The method 500 also includes determining or predicting 502, on the basis of the time curve 400 of the ink flow quantity 402, whether an ink ejection error will be produced by at least one nozzle 21, 22, due to changes to the ink flow quantity 402, during the printing of the print image 300. For this purpose, in particular a frequency analysis of the time curve 400 of the ink flow quantity 402 may be implemented as described in this document. The determination 502 may thereby take place without the print image 300 actually being printed by the print bar 102.

Furthermore, the method 500 includes the adaptation 503 of the print data for the print image 300 to be printed, depending on whether it is determined that an ink ejection error will be produced or not. The print data may thereby be ascertained via an expansion or a reduction of the color space of the print image 300, in particular within the scope of a re-rastering of the original image. In an exemplary embodiment, the re-rastering includes the rotating of the image over 90 degrees. The method 500 may possibly be iteratively repeated in order to achieve an optimized compromise between an optimally large color space and avoiding ink ejection errors (e.g. avoiding nozzle failures) that are produced by the variation of the ink flow quantity.

A method 500 is thus described with which print data for a print image 300 to be printed may be adapted and/or ascertained such that the time curve 400 of the ink flow quantity 402 that is produced by the print data exhibits no quantity changes or flow rates via which ink ejection errors, in particular nozzle failures, might be produced. Furthermore, the print data may be ascertained or adapted such that the print image 300 exhibits an optimally large color space.

Moreover, in this document a controller 101 is described for ascertaining print data for a print image 300 to be printed by a print bar 102 of an inkjet printing device 100. The print bar 102 comprises at least one print head 103 having respectively one or more nozzles 21, 22. The print data show, for a plurality of dots of the print image 300, the respective ink quantity or the droplet size that is to be ejected by a respective nozzle 21, 22 of the print bar 102.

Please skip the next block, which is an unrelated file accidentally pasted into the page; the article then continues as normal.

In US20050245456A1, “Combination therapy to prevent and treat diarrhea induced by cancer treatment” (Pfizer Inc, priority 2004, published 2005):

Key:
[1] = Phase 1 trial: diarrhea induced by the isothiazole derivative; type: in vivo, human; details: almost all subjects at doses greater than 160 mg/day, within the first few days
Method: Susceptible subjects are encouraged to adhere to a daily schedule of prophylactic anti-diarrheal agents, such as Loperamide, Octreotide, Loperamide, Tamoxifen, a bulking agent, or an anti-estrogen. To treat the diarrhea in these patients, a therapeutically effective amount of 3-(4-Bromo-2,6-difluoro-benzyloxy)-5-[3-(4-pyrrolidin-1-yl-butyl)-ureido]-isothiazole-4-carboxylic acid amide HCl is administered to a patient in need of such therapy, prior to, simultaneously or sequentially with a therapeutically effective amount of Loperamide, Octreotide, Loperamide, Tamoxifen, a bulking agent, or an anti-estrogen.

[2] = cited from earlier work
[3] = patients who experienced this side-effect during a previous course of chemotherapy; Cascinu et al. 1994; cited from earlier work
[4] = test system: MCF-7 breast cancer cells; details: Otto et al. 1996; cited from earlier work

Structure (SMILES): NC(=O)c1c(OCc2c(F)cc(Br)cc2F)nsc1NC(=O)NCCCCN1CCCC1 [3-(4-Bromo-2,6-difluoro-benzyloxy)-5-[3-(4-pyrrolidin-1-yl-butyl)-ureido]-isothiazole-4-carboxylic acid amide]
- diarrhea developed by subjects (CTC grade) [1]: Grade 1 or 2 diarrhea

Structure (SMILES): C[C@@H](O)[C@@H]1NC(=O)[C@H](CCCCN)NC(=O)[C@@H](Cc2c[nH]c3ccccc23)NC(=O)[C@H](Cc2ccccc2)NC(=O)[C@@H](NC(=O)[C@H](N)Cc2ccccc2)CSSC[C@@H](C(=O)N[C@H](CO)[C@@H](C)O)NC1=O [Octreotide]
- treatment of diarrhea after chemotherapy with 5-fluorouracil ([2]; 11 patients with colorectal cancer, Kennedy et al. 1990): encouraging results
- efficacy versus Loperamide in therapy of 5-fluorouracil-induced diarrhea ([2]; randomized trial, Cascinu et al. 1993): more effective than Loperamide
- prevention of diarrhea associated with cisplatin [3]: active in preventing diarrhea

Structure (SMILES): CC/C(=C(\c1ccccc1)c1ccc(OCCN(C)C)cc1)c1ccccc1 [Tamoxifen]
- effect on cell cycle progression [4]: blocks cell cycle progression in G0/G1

The controller 101 may be configured to ascertain, on the basis of the print data, the time curve 400 of the ink flow quantity 402 of ink 202 that flows in the print bars 102 during the printing of the print image 300, and/or that is ejected from the one or more nozzles 21, 22 of the print bar 102 during the printing of the print image 300.

The time curve 400 of the ink flow quantity 402 may indicate a respective quantity value for a sequence of line timing cycles 401. A line timing cycle 401 may thereby correspond to the time period for printing a line of the print image 300. The print head 103 typically comprises a plurality of nozzles 21, 22 that are designed to print a corresponding plurality of dots of a corresponding plurality of columns 31, 32 of the print image 300 at a defined line timing cycle. The print data may indicate, for each of the plurality of nozzles 21, 22, the ink quantity that is to be ejected at the defined line timing cycle.

The controller 101 may be configured to total up the ink quantity, indicated by the print data, of the plurality of nozzles 21, 22 for the defined line timing cycle 401 in order to ascertain a quantity value of the time curve 400 of the ink flow quantity or of the ink quantity 402 for the defined line timing cycle 401. The quantity values for different line timing cycles 401 may be ascertained accordingly in order to ascertain the time curve 400 of the ink flow quantity 402. The time curve 400 of the ink flow quantity 402 may thus indicate how the ink flow quantity, or for short the ink quantity, 402 varies upon printing different lines of the print image 300. The time curve 400 of the ink flow quantity 402 may possibly be ascertained solely on the basis of the print data. In particular, the time curve 400 of the ink flow quantity 402 may be ascertained before the print image 300 is printed on a recording medium 120.

The controller 101 may also be configured to determine and/or to predict, on the basis of the time curve 400 of the ink flow quantity 402, whether an ink ejection error, in particular a nozzle failure, of at least one nozzle 21, 22 will be produced due to changes of the ink flow quantity 402 during the printing of the print image 300. In particular, it may be ascertained whether the time curve 400 of the ink flow quantity 402 exhibits one or more ink flow rates, for example as one or more frequency components of an amplitude spectrum 410 of the time curve 400 of the ink flow quantity 402, due to which an ink ejection error will be produced.